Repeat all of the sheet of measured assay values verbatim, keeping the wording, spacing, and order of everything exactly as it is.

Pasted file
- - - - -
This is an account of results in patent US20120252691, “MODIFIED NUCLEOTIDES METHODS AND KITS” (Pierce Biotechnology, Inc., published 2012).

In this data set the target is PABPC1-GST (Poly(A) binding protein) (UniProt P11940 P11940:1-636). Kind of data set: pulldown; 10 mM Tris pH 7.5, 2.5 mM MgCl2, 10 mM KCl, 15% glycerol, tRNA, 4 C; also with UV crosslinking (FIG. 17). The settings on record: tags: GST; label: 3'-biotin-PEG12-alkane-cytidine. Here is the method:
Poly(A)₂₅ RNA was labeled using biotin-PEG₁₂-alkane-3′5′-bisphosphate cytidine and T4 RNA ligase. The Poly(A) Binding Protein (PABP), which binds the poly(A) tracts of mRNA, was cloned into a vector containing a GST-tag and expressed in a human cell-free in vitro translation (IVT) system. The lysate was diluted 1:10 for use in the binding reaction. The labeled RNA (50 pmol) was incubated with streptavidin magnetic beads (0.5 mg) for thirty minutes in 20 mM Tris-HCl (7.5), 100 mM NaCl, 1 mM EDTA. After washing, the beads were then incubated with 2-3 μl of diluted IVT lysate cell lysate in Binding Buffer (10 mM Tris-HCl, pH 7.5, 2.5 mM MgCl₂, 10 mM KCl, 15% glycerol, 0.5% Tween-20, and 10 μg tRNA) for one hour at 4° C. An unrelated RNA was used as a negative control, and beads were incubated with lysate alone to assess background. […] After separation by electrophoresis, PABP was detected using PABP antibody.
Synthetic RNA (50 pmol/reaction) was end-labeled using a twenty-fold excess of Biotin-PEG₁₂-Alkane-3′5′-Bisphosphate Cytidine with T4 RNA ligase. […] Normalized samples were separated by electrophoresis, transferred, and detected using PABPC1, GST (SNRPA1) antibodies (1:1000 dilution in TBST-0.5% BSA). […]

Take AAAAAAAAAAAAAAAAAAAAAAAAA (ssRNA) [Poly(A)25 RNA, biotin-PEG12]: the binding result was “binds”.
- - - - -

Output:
This is an account of results in patent US20120252691, “MODIFIED NUCLEOTIDES METHODS AND KITS” (Pierce Biotechnology, Inc., published 2012).

In this data set the target is PABPC1-GST (Poly(A) binding protein) (UniProt P11940 P11940:1-636). Kind of data set: pulldown; 10 mM Tris pH 7.5, 2.5 mM MgCl2, 10 mM KCl, 15% glycerol, tRNA, 4 C; also with UV crosslinking (FIG. 17). The settings on record: tags: GST; label: 3'-biotin-PEG12-alkane-cytidine. Here is the method:
Poly(A)₂₅ RNA was labeled using biotin-PEG₁₂-alkane-3′5′-bisphosphate cytidine and T4 RNA ligase. The Poly(A) Binding Protein (PABP), which binds the poly(A) tracts of mRNA, was cloned into a vector containing a GST-tag and expressed in a human cell-free in vitro translation (IVT) system. The lysate was diluted 1:10 for use in the binding reaction. The labeled RNA (50 pmol) was incubated with streptavidin magnetic beads (0.5 mg) for thirty minutes in 20 mM Tris-HCl (7.5), 100 mM NaCl, 1 mM EDTA. After washing, the beads were then incubated with 2-3 μl of diluted IVT lysate cell lysate in Binding Buffer (10 mM Tris-HCl, pH 7.5, 2.5 mM MgCl₂, 10 mM KCl, 15% glycerol, 0.5% Tween-20, and 10 μg tRNA) for one hour at 4° C. An unrelated RNA was used as a negative control, and beads were incubated with lysate alone to assess background. […] After separation by electrophoresis, PABP was detected using PABP antibody.
Synthetic RNA (50 pmol/reaction) was end-labeled using a twenty-fold excess of Biotin-PEG₁₂-Alkane-3′5′-Bisphosphate Cytidine with T4 RNA ligase. […] Normalized samples were separated by electrophoresis, transferred, and detected using PABPC1, GST (SNRPA1) antibodies (1:1000 dilution in TBST-0.5% BSA). […]

Take AAAAAAAAAAAAAAAAAAAAAAAAA (ssRNA) [Poly(A)25 RNA, biotin-PEG12]: the binding result was “binds”.